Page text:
Radia Perlman and TRILL
Bob Brown interviewed Radia Perlman (famous for inventing the spanning tree algorithm, among other things) for Network World. Dr. Perlman works as a Distinguished Engineer at Sun Labs.
When asked, “What else is on your plate?” Radia said:
I’ll tell you, but there’s a story behind it. A couple of years back there was this Boston Globe article about a hospital network melting down and in the middle of it was mentioned the spanning tree algorithm. I’m thinking: those are words that don’t belong in a Boston Globe article even if spanning tree was involved. Eventually we tracked down the company providing the switches and indeed it was a giant bridged network.
Now, bridging was never intended to do that: it was kind of a hack because people at the time were all confused about what Layer 3 was and they thought Ethernet was a competitor to DECnet. With bridges we did such a good job and it was so plug-and-play that you didn’t have to think about them, so people are still taking large networks and doing bridges. As it turns out people kind of believed IP must have been the best protocol ever because it just took over the world (just like English must be the best language ever because it’s going to take over the world, but no, it has nothing to do with how good a language it is).
DECnet would have been a much better protocol for the world to have adopted. It had a lot of advantages, like a larger address space (We’re still talking about will IPv6 ever happen and if it does, there’s nothing better about it than what we could have had 15 years ago). One of the advantages DECnet had was the ability to have a whole campus that was zero-configuration, that all had the same prefix , and you didn’t have to divvy up your address space for every link like IP does. But given that companies didn’t go in that direction they’re using bridging, which is inherently more fragile, especially when you take that notion and try to make it more responsive by doing all these things that involve lots of configuration. If you get the configuration wrong things can melt down. You shouldn’t be stressing it really hard.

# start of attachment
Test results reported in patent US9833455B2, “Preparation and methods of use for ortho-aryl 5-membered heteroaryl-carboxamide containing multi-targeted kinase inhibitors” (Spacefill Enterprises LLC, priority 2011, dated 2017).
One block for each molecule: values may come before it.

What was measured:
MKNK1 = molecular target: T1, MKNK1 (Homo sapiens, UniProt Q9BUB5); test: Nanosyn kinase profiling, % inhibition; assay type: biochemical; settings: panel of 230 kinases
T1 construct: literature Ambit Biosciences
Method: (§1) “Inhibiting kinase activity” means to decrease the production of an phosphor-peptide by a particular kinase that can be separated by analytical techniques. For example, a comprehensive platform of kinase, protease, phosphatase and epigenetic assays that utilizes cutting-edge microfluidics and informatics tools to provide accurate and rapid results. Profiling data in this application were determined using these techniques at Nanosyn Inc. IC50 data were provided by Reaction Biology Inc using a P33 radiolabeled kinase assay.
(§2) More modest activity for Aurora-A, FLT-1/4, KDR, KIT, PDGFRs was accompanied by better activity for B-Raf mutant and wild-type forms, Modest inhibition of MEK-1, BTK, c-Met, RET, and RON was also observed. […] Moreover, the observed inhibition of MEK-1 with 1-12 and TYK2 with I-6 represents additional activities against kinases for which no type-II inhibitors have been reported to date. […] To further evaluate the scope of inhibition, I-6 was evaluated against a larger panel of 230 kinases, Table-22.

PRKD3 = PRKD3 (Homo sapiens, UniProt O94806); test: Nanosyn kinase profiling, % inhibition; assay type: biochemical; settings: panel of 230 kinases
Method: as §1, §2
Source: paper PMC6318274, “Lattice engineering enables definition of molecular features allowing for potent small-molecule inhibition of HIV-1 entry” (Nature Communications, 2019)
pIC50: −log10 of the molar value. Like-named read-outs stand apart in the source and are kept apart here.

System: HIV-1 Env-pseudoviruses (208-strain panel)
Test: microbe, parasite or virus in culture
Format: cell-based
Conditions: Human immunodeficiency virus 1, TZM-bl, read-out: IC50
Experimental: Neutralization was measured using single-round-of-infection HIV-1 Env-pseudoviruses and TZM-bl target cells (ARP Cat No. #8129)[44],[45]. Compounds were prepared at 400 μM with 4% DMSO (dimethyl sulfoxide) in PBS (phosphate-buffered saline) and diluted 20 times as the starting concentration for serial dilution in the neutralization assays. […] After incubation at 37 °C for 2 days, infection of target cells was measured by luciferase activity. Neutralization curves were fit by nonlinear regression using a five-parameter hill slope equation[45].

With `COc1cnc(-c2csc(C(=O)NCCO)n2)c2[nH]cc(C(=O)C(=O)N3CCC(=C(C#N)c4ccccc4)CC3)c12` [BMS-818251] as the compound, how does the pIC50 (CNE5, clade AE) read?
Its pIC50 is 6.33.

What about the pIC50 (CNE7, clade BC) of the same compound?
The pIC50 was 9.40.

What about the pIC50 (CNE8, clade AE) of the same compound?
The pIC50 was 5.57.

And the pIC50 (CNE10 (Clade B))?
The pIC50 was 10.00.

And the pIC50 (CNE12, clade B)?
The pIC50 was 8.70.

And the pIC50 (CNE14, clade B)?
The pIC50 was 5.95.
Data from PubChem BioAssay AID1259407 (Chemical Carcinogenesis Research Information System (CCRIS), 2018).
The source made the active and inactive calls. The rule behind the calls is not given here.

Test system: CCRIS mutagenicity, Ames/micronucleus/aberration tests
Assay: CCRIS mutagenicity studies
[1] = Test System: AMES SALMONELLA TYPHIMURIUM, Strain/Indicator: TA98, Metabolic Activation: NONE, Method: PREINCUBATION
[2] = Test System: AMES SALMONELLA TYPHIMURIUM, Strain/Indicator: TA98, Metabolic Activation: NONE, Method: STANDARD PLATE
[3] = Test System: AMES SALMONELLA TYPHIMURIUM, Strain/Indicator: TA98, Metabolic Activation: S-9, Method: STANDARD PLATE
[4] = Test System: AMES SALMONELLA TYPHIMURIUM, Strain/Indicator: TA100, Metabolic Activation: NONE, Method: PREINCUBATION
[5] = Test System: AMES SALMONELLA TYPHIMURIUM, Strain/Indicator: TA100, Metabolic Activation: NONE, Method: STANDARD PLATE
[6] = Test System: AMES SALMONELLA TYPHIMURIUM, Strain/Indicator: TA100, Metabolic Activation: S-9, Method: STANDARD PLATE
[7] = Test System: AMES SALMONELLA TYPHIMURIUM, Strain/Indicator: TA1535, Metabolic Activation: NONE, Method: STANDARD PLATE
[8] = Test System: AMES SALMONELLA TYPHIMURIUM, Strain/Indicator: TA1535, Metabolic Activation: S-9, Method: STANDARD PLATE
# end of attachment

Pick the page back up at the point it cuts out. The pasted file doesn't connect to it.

One of the things I’m trying to do now, given that we’re stuck with IP, is come up with something that gives you the advantages of bridging so it can be all zero-configuration within a campus and all look like one big prefix and not be confined to just transmitting data along the spanning tree. You’d be able to use shortest paths and will be safer if you have temporary loops, so it shouldn’t melt down. About a year ago we finally got through the politics and got an IETF working group started called TRILL, which stands for “transparent interconnection of lots of links.” I’d written a paper about this five years ago and have been trying to sell it to the various standards bodies. I’m pretty sure it will get implemented. There are a lot of companies asking the sort of questions that only would be asked if they were planning to.